I’ve been hoping to find something like this for a while.
Polly Toynbee writes the following excerpts for the Guardian against the first book in The Chronicles of Narnia.
Of all the elements of Christianity, the most repugnant is the notion of the Christ who took our sins upon himself and sacrificed his body in agony to save our souls. Did we ask him to? Poor child Edmund, to blame for everything, must bear the full weight of a guilt only Christians know how to inflict, with a twisted knife to the heart. Every one of those thorns, the nuns used to tell my mother, is hammered into Jesus’s holy head every day that you don’t eat your greens or say your prayers when you are told. So the resurrected Aslan gives Edmund a long, life-changing talking-to high up on the rocks out of our earshot. When the poor boy comes back down with the sacred lion’s breath upon him he is transformed unrecognisably into a Stepford brother, well and truly purged.
She concludes as follows.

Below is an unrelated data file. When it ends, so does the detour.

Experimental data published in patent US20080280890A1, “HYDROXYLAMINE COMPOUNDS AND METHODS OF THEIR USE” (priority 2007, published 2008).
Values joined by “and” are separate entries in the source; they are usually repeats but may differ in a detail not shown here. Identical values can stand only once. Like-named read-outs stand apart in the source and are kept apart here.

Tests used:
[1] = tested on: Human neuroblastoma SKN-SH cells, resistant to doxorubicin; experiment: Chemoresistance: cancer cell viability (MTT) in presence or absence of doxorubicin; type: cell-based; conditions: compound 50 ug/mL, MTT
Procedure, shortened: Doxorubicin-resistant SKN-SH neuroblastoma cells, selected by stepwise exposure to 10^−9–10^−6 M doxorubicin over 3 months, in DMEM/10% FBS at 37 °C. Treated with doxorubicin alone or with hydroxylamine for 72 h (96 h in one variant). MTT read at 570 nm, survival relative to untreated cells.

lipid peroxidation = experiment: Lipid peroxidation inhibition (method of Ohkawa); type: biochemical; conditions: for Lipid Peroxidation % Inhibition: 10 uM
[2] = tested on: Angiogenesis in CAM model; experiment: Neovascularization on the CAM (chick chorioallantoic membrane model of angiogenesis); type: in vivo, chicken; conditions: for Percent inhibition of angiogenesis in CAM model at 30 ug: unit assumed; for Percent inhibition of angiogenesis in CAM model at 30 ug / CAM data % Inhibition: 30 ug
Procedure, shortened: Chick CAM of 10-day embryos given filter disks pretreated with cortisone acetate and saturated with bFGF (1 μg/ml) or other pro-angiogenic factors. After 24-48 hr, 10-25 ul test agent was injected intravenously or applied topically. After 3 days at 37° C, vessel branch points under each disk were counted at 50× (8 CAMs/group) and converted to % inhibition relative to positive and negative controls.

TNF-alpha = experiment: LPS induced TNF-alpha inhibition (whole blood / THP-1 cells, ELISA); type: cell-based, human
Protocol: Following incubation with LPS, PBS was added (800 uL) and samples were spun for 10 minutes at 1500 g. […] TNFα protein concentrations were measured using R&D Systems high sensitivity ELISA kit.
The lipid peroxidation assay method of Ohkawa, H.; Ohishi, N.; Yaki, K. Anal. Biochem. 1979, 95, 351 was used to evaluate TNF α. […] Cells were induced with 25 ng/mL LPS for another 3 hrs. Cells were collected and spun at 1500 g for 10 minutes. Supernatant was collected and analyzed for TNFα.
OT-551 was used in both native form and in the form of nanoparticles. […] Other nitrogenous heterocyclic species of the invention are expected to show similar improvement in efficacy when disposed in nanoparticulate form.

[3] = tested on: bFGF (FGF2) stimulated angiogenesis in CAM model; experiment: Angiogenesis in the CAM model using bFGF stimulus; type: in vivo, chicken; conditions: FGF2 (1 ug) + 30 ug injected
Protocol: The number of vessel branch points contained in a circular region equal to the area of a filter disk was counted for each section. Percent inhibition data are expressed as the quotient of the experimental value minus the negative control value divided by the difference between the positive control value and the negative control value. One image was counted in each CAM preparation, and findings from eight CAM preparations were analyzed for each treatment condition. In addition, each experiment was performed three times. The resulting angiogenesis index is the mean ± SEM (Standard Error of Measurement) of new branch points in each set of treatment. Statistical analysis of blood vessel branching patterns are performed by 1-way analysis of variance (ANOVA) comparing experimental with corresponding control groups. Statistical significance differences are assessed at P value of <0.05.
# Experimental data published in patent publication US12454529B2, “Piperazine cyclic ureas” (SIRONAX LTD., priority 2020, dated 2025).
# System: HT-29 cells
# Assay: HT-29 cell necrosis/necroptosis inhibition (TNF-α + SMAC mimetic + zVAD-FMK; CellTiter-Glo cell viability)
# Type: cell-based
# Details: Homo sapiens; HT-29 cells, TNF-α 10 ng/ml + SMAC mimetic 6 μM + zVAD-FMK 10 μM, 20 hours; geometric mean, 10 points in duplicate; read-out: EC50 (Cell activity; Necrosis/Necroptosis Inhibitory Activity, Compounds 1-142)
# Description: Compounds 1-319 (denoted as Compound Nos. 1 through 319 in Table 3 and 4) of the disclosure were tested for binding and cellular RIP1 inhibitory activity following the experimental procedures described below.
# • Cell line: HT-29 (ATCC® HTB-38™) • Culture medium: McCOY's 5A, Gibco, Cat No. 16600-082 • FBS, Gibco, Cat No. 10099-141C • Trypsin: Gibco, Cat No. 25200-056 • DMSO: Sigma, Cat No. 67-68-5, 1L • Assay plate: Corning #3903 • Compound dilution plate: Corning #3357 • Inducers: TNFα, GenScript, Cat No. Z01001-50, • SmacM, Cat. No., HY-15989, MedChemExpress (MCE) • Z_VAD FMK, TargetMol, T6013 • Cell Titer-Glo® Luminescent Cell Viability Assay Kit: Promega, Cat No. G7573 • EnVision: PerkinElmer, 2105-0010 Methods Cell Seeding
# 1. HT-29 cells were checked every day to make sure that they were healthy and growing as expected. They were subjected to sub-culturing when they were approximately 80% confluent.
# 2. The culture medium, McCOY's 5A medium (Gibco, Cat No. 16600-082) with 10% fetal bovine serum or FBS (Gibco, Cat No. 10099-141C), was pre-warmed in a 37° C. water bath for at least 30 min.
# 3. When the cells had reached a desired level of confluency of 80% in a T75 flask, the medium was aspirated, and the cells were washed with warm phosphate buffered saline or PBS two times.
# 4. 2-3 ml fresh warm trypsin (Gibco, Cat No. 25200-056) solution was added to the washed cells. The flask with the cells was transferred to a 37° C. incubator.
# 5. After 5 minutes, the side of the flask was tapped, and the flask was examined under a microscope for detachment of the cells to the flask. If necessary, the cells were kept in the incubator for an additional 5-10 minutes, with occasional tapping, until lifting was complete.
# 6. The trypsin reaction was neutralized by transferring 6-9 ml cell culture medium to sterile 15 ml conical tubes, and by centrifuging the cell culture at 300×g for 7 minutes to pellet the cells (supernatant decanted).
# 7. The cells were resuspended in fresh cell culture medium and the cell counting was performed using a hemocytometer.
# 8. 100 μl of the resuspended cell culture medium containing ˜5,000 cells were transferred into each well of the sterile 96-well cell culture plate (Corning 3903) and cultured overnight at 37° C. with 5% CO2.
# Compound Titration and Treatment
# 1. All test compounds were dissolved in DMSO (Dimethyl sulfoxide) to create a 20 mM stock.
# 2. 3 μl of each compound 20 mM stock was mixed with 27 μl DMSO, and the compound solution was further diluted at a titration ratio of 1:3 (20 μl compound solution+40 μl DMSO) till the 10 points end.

Children are supposed to fall in love with the hypnotic Aslan, though he is not a character: he is pure, raw, awesome power. He is an emblem for everything an atheist objects to in religion. His divine presence is a way to avoid humans taking responsibility for everything here and now on earth, where no one is watching, no one is guiding, no one is judging and there is no other place yet to come. Without an Aslan, there is no one here but ourselves to suffer for our sins, no one to redeem us but ourselves: we are obliged to settle our own disputes and do what we can. We need no holy guide books, only a very human moral compass. Everyone needs ghosts, spirits, marvels and poetic imaginings, but we can do well without an Aslan.
Let us be careful not to overgeneralize, but what Ms. Toynbee writes seems to represent more than her alone. She may not see a distinction between the teachings of present-day Evangelicals and the old Evangelicals of the Sixtheenth Century, but I know that there are differences among the doctrines of atheists. She represents only one point of view. C.S. Lewis probably represented a different atheist point of view before his conversion to Christianity.
Variations in atheist doctrine notwithstanding, I am thankful that Ms. Toynbee has written these words, because they clearly and pointedly express exactly the problem she has with the Christian faith and with Christians. Perhaps she is not far from the Kingdom of God. I pray that she, like Lewis, is drawn into it.